Figure 5. Presence of mould (a), crop use (b), different buyers (c) and customer requirements (d).
those of , who showed that in Benin post-harvest aflatoxin contamination increased when the harvest took more than 5 days and drying was delayed. A long drying period in the field leads to seed deterioration and mould growth . In West Mayo Kebbi province, most farmers keep groundnuts in shell or with the pods in polythene bags to limit bio-aggressor attacks in the shop (44%), the granary (25.3%), the dwelling house (18.7%) and both the granary/household (12%). These storage places are in a precarious condition and are poorly ventilated. This lack of aeration would be the cause of a variation in temperature and humidity resulting from the physiological activity of the seeds, which would lead to the development of moulds and saprotrophic fungi. The work of  in Ghana showed that 81% of the farmers by storing their groundnut crop in polyethylene bags reduced mould attacks. However, there is a link between the location of storage of the Arachishypogaea crop and the development of mycotoxins. In these different localities, the storage period is spread over 6 months, with 66.7% of farmers keeping their crops for 2 weeks before sale, and a small number of farmers keeping them for 1 to 3 months (25.3) and 4 to 6 months (8%). This long shelf-life is a function of market demand, as farmers wait for price inflation before releasing their produce. The analysis carried out among farmers showed that the level of post-harvest losses of 2% to 10% is 74.7% and 10% to 50% is 25.3%. These losses are due to plant diseases (60%), the presence of insects on their crops (32%) or seeds germinating (8%) after harvesting due to heavy rains. These results are like those reported by  in Côte d’Ivoire. Indeed, the diseases encountered on groundnut plants are thought to be responsible for the weakening of the plant and consequently for the disruption of the physiology of groundnut plants. According to , insect damage leaves openings that favor the penetration of larvae, fungal sclerotia. Most farmers interviewed admitted that groundnuts produced are mainly for marketing and little for consumption. Buyers demand as sales criteria the oil-producing variety (60%), non-mouldy grains (28%) and non-harvested grains. These results show that groundnuts produced in Mayo Kebbi West Province are largely exploited for local consumption and for export to neighboring countries such as Cameroon, Nigeria and the Central African Republic.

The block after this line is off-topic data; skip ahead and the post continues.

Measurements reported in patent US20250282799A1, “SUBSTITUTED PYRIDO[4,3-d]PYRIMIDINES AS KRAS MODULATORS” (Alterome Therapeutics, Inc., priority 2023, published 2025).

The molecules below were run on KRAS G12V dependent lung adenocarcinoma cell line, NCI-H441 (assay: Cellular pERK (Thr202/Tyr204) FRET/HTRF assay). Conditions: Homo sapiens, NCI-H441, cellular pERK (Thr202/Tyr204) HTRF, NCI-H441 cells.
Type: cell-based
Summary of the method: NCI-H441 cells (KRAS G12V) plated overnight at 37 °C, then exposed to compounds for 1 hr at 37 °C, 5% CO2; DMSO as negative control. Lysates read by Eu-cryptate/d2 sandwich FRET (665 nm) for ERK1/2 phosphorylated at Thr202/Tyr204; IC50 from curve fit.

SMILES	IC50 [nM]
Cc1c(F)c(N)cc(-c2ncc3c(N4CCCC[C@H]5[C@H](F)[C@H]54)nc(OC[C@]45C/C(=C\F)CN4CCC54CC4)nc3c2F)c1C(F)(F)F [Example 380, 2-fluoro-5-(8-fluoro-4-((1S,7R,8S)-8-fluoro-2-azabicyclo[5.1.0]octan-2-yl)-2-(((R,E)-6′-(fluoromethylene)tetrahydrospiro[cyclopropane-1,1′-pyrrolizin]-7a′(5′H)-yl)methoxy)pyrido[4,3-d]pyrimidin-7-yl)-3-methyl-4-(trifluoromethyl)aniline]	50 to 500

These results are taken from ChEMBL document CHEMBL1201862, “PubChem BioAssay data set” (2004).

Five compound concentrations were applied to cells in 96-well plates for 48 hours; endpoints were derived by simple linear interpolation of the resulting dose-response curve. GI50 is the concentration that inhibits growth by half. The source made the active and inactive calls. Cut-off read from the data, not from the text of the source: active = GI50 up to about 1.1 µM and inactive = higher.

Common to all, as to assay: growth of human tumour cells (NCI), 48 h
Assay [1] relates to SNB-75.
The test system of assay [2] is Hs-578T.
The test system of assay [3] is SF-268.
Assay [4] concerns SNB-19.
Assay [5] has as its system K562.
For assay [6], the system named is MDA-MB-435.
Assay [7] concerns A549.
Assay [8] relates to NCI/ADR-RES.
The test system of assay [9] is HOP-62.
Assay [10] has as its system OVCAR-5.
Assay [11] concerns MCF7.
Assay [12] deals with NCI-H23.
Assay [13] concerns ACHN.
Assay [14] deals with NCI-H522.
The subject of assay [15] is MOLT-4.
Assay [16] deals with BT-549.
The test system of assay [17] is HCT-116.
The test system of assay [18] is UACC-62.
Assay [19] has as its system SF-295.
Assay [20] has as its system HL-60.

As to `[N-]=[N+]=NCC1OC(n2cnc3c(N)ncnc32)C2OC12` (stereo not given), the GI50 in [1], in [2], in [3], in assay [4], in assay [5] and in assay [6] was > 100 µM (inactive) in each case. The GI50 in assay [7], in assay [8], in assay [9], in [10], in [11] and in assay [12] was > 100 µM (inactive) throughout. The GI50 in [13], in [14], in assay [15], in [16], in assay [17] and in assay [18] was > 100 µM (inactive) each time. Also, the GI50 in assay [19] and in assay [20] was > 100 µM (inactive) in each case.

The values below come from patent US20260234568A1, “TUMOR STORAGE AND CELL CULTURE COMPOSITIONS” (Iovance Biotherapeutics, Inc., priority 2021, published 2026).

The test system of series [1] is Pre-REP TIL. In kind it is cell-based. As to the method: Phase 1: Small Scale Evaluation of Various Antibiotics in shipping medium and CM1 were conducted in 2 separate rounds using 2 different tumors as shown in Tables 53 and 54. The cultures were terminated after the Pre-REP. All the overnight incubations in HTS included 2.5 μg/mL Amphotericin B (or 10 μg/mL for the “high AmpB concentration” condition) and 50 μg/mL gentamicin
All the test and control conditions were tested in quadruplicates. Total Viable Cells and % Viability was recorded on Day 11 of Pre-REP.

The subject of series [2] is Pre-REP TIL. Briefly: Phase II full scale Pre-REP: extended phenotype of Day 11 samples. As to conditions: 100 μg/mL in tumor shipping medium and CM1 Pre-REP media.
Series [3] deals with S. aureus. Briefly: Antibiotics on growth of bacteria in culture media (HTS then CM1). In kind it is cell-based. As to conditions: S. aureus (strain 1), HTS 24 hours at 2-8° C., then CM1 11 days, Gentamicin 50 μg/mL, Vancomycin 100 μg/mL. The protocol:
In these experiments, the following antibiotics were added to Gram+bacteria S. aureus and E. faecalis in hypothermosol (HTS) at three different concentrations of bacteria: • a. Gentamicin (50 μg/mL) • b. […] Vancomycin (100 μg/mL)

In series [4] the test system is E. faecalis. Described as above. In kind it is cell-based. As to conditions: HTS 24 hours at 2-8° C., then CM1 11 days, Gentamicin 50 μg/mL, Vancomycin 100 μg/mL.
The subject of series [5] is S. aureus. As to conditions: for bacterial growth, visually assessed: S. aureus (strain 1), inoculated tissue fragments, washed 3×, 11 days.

Post-harvest operations at risk of contamination by saprotrophic fungi in the groundnut sector of West Mayo Kebbi in Chad are linked to the harvest period, the drying conditions (duration and drying place) and storage (place and layout). These practices are responsible not only for the rotting of seeds but also for the invasion of seeds by moulds and mycotoxins. Indeed, the drying and storage practices used by farmers in the province of Mayo Kebbi West expose groundnuts to the development of molds responsible to produce mycotoxins and consequently affect the quality of the seeds for trading and consumption. The results reported in this study are a milestone in the aflatoxin contamination of groundnuts. It would be interesting to sensitize farmers in this part of Chad on techniques to preserve the sanitary quality of groundnuts and to study the harmful effect of aflatoxin mycotoxins in food.